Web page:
Friday’s Child: A Full Plate

No shortage of what I’m serving today:

• Over at the Pinstriped Bible, I’ve got a look at a reliever who could help the Yankees in September, Jonathan Albaladejo, and an update of last month’s silliness regarding the possibility of Joe Girardi bolting the Bronx for the Cubs’ managerial job. The Albaladejo piece was a riff on BP colleague Kevin Goldstein including him in a list of 10 relievers who could help contenders out of the bullpen in their September callups. Knocked around during spring training, the 27-year-old ne’er-do-well scrapped his sinker for a heater which sits in the mid-90s, via which he’s set an International League record for saves:

In five Grapefruit League appearances, the hapless hurler yielded 16 hits, two walks and 10 earned runs while retiring just eight hitters, good for a 33.75 ERA — numbers that might have led to a pink slip from a less forgiving organization. But Albaladejo’s done a fine job of straightening himself out; not only has the control of his four-seamer improved, his curveball has become a useful weapon to keep hitters off balance as well. Batters are hitting just .168/.231/.241 against him, with 37 hits and 18 walks in 62 innings.

You’d think such work would be rewarded with a long look in a big league bullpen, particularly one that struggled so mightily during the first half of the season, but Albaladejo has just two appearances with the Yankees this year; he was up for all of three days in July, bridging the gap between DL moves involving Andy Pettitte and Sergio Mitre, then forgotten about once the Yankees ditched Chan Ho Park and traded for Kerry Wood. By all accounts, the pitcher hasn’t pouted about not getting his turn; last month, he told LoHud’s Chad Jennings, “I just want to do my job in Triple-A. And whenever they decide they need me, I’ll be ready.”

The Girardi piece is an updated take on the idle patter which immediately followed Piniella’s retirement announcement. With the Yankees marching into Chicago, Girardi feels he’s got to address such rumors, presumably with as much enthusiasm and candor as Derek Jeter detailing his dating life. Other than the reasons I already enumerated regarding Yankee managers not walking away under their own power, there’s this:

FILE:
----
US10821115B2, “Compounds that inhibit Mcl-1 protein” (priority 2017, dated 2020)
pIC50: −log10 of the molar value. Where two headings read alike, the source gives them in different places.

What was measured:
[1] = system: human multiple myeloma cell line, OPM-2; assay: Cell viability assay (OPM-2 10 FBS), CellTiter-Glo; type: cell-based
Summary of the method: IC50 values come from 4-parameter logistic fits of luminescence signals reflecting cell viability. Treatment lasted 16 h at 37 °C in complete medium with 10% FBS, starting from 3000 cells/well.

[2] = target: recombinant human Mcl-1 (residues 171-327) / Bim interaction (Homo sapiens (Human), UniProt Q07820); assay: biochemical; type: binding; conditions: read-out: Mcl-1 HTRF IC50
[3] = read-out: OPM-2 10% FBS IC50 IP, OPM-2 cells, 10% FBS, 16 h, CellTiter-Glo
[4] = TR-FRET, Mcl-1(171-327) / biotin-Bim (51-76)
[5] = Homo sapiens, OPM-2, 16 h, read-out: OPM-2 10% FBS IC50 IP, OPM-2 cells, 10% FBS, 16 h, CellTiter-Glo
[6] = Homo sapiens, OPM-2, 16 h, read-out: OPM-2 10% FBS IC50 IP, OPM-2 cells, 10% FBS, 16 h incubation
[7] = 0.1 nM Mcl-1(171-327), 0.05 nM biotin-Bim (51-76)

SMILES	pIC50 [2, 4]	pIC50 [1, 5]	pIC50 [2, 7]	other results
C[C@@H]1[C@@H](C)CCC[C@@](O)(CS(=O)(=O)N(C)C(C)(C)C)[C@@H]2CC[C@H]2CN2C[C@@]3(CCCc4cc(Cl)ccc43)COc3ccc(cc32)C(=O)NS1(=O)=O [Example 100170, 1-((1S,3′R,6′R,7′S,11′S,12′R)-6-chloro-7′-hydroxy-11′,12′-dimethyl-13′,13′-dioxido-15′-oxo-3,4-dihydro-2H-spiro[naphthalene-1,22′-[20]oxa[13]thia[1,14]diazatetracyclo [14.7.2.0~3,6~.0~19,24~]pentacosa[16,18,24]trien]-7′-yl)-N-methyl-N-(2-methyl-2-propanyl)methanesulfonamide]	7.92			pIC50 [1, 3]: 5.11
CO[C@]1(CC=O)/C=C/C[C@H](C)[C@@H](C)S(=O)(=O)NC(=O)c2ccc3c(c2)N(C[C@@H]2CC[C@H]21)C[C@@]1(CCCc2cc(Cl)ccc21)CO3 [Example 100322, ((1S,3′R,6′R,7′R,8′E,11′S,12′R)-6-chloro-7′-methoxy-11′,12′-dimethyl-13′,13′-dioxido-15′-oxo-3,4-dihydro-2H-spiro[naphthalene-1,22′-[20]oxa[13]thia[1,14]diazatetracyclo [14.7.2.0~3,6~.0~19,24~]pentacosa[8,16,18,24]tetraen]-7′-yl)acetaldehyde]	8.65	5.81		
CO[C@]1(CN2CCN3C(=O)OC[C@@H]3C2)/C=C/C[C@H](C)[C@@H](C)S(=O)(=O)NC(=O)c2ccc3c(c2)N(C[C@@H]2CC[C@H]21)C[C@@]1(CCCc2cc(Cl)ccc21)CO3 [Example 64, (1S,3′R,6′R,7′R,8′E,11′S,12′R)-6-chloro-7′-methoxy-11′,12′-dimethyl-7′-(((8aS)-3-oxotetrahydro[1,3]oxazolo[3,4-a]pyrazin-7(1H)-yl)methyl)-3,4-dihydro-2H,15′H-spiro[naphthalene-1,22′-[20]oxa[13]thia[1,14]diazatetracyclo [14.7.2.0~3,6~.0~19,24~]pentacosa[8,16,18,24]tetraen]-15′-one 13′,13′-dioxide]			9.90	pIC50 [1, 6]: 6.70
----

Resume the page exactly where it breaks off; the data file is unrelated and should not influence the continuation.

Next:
Looking into my crystal ball, I can tell you that the short answer is fuhgeddaboutit. Even with Girardi’s ties to the area — he’s a Peoria native and a Northwestern University alumnus who did two tours of duty with the Cubs as a player, essentially bookending his career save for a slight return in St. Louis — and the fact that his Yankees contract is up at the end of this season, it’s not happening.

For one thing, the Cubs are in rough shape, particularly compared to the Yanks. If you think the pressure to win the World Series every year while in pinstripes is something, imagine being on the spot at the helm of a team that’s gone 102 years without winning. The pressure broke Piniella, though he’s admittedly a much older man. It wasn’t kind to Dusty Baker, who got them within five outs of their first pennant since the early days of the Truman administration. It’s a job that’s eaten up and spit out men in more violent and disgusting ways than Piranha 3D. Take Lee Elia, please (warning: NSFW).

While the word around the game may be that the Ricketts family, the franchise’s relatively new owners, intends to spend big dollars, they can’t compete with the Yankees on that level. Bob Dylan wasn’t writing directly about the Bronx Bombers when he penned “You Ain’t Goin’ Nowhere”“Buy me some rings and a gun that sings / A flute that toots and a bee that stings / A sky that cries and a bird that flies / A fish that walks and a dog that talks” — but their winter shopping lists can go a long way towards keeping a manager in the Bronx.